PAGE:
It does make for an interesting sci-fi novel idea. Ship (or aliens) show up and say "Hmmm. Sorry, there's been a bit of a mix up. We terraformed this planet for OUR use. You'll have to go." and earth humanity going "Wha'choo talkin' about, Willis?!" Then the ensuing Bruckheimeresque explosions and mass deaths, the destruction of our version of 'cities' and the end result of the Aliens being felled by some tragically dangerous but unexpected despite their massive brains aspect of our world - say explosive aneurisms caused byParis Hilton reality TV or an allergic reaction to political punditry on Fox TV.

Or maybe they show up and explain what the Fjords were built for and by whom.

I suspect in the long run, we're more likely to have a Rapa Nui like end than the transendent one you propose (reminds me a bit of the post Bablyon-5 timeline where humans can turn themselves into energy and have spread across space, abandoning a dying Earth system). Resources will get tight, violence (which doesn't determine who is right but may determine who is left) will be in great supply, and then in the long run we'll all just die off due to (take your pick): Global Warming, Global Cooling, the reversal of the magnetic pole and the associated removal of our protection from cosmic rays while that happens, stopping of the deep ocean currents that help renew our atmospheric oxygen, or just killing all the other species. I'm sure we can add a few others like Nuclear Armageddon, another movie with Ben Affleck, or something of that sort.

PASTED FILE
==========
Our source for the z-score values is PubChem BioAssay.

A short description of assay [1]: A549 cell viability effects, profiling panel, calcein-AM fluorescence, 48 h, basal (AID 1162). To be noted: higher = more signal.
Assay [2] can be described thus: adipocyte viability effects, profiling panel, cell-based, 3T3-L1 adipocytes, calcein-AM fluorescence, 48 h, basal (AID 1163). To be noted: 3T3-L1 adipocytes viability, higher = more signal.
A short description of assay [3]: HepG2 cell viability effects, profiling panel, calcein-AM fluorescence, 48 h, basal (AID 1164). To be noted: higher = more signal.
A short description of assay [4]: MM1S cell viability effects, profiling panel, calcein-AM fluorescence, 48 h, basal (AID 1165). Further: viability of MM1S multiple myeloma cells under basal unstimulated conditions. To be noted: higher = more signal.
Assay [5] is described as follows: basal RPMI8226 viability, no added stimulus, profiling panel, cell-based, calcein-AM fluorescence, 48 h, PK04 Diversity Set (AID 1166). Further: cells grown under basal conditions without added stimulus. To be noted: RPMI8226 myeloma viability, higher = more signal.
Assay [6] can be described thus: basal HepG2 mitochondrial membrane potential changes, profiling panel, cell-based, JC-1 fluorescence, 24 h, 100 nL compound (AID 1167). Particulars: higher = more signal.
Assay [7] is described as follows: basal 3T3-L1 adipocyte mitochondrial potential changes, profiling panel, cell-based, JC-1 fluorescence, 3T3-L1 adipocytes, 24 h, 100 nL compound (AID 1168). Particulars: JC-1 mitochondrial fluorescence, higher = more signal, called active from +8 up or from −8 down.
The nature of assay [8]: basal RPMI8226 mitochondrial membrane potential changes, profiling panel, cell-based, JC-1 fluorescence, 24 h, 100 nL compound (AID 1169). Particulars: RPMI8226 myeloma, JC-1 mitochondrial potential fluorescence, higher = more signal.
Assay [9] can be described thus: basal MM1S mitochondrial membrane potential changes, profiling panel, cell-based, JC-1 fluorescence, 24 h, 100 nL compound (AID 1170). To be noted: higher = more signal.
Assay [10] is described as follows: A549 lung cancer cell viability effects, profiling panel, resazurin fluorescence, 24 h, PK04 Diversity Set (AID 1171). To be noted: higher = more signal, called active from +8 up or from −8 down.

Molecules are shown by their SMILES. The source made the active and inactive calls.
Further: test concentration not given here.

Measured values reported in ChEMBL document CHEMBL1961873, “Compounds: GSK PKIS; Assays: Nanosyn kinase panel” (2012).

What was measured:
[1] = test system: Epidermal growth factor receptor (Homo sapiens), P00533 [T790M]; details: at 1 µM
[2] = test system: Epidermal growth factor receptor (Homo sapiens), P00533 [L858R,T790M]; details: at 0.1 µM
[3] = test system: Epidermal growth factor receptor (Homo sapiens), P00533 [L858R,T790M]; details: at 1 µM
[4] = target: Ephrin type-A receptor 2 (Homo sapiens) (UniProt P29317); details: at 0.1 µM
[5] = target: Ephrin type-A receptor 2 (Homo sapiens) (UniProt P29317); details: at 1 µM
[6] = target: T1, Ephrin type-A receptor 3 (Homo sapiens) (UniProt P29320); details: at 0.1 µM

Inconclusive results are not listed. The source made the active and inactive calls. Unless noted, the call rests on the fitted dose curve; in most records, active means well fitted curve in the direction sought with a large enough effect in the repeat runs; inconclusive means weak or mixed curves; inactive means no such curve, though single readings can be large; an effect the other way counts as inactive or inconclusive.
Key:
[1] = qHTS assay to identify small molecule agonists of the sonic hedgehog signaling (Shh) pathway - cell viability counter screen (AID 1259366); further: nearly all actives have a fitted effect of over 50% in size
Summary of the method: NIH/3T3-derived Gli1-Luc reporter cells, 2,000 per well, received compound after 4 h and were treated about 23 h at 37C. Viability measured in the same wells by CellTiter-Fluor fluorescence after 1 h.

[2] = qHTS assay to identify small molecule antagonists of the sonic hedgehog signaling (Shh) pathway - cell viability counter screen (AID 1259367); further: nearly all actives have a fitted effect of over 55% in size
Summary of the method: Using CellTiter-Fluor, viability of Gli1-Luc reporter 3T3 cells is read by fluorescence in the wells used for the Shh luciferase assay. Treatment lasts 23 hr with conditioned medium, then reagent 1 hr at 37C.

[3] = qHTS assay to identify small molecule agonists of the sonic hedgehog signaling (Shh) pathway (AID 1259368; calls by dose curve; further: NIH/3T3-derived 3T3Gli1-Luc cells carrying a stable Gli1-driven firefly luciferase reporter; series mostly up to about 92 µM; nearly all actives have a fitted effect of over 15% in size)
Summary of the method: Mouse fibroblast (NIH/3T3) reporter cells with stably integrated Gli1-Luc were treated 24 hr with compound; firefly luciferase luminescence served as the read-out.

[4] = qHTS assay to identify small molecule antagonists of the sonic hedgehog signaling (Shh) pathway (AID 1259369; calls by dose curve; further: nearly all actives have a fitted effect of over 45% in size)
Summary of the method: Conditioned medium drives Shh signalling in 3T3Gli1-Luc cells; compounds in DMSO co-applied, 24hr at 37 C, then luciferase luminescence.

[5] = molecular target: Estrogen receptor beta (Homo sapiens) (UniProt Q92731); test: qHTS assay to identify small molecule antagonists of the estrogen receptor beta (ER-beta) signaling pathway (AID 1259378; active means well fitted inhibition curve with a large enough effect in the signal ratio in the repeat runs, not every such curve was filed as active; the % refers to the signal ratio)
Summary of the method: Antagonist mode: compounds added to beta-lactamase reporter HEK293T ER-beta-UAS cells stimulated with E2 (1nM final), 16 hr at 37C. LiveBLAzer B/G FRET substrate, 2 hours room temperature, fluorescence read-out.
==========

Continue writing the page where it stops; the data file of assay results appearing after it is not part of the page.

Humanity is a blip on the cosmic time scale. Even if we do spread out, when the big crunch comes, we die in fire at the heat death of the universe. Or, if there isn't enough mass, we slowly freeze out as all the energy expeds and we're left in a cold, dead, very spread out space.

Fortunately, this is so far down that road that for any practical purposes, none of us need worry. We might well worry more about immediate concerns like food shortages, econocalypse, fossil fuels running out, or another Ben Affleck movie.
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Feb 7, 2009
Scott, I can sense one big flaw in your argument. You argue that as earth isn't special (I agree) they would have sent out many probes with the capability of terraforming the planet. Problem is, we ourselves are a lot closer to being able to detect from earth what planets suit our needs than we are of being able to even minimally terraform a planet. You have to agree that an advanced civilization would not waste energy terraforming planets when a large array are available that would suit their climate and atmospheric needs.